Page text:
The topic of locked bootloaders is a touchy one. The bootloader is the key to many modifications that are made to Android devices, and when it's locked it can be the cause of many a headache. Anyone who has tried to hack or mod their Android phone with a locked bootloader knows this pain and the severity of the headaches.
The worst case that I can remember was the DROID X. I won't bore you with all of the details, but the shorthand version is that Motorola didn't want people modding their devices and removing what was then known as MOTOBLUR. So they locked the bootloaders and included software that would set the phone into a boot loop if you tampered with the bootloader or the stock recovery (which is what you replace when you want to flash custom ROMs).
As you would expect, it was a major roadblock for those in the development community and stood in the way of the slew of hacks and mods we all have become accustomed to on other devices. (I had come from a Nexus One to a DROID X, so it was a radical flip for me.) And this goes for just about any device with a locked bootloader. There are sometimes workarounds that clever developers conjure up. But they're no comparison to modding a device without a locked bootloader.
As many of you probably know, though, several manufacturers have heard our cries. Reluctantly, OEMs have been offering bootloader unlock options for select devices. Others have simply stopped locking bootloaders or launching different versions of the same phone – some locked, some not.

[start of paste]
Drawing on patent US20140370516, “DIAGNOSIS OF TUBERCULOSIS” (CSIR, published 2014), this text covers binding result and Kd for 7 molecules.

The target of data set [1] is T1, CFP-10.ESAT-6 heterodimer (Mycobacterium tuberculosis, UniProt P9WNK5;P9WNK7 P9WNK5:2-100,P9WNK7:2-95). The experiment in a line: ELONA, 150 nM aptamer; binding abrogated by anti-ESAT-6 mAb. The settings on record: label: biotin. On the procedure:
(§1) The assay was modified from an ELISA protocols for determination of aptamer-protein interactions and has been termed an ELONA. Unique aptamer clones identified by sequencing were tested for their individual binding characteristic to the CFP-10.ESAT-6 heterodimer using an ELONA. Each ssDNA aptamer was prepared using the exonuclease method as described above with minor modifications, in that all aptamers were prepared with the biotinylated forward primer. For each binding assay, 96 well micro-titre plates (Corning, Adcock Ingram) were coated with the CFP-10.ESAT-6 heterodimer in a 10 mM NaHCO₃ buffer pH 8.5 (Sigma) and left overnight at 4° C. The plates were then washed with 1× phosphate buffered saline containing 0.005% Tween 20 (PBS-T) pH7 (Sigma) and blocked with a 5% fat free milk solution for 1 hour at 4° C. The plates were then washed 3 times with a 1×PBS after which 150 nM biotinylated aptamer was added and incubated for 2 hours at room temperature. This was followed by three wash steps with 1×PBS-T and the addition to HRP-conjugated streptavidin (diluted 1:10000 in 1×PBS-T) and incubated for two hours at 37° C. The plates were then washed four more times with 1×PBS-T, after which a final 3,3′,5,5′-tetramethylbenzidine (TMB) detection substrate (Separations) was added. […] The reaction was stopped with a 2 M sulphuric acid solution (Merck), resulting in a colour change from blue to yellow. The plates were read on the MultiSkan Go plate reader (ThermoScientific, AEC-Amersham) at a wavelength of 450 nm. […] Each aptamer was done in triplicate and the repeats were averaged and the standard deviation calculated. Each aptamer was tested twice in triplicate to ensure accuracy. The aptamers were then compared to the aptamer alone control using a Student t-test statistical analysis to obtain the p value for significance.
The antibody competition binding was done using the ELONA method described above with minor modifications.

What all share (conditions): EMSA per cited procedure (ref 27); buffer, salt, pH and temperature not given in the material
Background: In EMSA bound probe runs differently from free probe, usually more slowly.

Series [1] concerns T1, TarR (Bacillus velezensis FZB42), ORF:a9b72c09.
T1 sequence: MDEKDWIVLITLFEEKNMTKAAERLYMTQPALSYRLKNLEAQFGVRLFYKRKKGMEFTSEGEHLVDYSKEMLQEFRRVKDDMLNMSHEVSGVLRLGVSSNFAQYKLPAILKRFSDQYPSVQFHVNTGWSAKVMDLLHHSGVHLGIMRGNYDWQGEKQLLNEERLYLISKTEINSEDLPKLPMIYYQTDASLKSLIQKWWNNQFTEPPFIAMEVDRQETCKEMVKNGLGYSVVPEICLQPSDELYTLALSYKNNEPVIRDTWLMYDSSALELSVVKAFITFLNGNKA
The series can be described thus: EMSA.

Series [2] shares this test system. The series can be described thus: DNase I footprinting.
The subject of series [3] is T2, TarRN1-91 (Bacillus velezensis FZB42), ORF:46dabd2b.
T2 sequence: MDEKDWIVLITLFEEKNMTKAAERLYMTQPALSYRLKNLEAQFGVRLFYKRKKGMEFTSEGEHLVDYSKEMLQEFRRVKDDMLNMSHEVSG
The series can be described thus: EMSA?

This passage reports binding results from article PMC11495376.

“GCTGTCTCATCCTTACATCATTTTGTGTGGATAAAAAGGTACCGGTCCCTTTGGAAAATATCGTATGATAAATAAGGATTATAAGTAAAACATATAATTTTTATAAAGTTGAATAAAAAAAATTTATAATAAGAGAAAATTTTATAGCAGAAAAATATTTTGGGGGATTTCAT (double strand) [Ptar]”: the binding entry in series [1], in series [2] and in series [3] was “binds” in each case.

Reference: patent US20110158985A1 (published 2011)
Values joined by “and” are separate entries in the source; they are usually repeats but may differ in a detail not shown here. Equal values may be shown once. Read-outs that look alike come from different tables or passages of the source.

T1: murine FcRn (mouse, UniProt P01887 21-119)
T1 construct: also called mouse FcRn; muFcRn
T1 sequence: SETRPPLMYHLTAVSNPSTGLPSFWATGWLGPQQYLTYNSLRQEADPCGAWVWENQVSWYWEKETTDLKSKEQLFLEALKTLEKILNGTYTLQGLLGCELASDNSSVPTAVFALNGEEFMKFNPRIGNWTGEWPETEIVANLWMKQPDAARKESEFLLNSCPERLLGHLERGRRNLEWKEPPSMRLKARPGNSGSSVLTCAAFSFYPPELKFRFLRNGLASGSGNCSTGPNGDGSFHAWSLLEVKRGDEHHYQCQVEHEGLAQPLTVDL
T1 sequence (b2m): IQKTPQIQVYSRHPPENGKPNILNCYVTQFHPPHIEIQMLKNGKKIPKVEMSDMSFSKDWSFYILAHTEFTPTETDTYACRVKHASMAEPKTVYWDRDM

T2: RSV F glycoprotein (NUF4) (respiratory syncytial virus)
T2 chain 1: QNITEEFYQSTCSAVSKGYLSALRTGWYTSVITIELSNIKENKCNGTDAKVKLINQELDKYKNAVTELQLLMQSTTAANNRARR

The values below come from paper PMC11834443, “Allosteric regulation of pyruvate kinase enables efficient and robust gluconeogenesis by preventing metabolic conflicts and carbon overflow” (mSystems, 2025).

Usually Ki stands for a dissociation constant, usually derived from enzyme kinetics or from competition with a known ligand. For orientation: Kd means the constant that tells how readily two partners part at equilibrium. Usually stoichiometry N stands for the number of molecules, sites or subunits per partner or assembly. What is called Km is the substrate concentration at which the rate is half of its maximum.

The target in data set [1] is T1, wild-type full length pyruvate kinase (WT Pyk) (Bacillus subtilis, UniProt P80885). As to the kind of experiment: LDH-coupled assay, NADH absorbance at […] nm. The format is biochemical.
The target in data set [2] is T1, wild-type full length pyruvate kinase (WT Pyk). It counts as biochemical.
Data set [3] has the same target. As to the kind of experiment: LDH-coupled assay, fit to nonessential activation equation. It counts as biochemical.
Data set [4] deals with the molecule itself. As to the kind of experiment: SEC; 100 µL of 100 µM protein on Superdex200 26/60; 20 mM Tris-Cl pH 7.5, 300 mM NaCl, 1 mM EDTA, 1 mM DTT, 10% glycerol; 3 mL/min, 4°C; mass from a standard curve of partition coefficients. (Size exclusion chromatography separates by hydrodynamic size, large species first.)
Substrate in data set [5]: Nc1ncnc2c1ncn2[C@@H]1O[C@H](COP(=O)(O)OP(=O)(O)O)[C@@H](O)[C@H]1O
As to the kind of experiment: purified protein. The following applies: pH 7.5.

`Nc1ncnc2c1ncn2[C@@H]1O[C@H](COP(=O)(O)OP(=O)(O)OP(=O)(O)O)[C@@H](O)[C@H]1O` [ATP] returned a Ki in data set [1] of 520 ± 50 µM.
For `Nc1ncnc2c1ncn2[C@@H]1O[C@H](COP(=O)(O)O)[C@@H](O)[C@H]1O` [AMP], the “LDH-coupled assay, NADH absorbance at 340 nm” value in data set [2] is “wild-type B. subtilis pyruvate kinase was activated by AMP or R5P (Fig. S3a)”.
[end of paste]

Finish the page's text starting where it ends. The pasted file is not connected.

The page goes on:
But it's good to remember that our favorite wireless providers also (questionably) have a say on the matter. However, we've heard little of their stance on the issue ... until now.
A letter from a Verizon executive analyst to the FCC in response to a Droid Life reader's official complaint was outed yesterday evening by none other than Droid Life. In short, the complaint from the reader stated that Verizon is not allowed to lock the bootloaders of phones. The following is a segment of the executive analyst's reply:
"Please be advised that Verizon Wireless has established a standard of excellence in customer experience with our branded devices and customer service. There is an expectation that if a customer has a question, they can call Verizon Wireless for answers that help them maximize their enjoyment and use of their wireless phone. Depending on the device, an open boot loader could prevent Verizon Wireless from providing the same level of customer experience and support because it would allow users to change the phone or otherwise modify the software, and, potentially, negatively impact how the phone connects to the network. The addition of unapproved software could also negatively impact the wireless experience for other customers. It is always a delicate balance for any company to manage the technology choices we make for our branded devices and the requests of a few who may want a different device experience. We always review our technology choices to ensure that we provide the best solution for as many customers as possible."
For starters, I should note that the formal complaint referenced "Block C license", which refers to legal bounds placed by Verizon's purchase of the 700MHz LTE band. Someone pointed out that the license "includes a reference to not being allowed to 'lock' a phone," says Droid Life's Kellex. The customer's complaint refers to locking bootloaders while the "Block C license" refers to restricting network access to their own. In other words, these two things are talking about entirely different types of locking.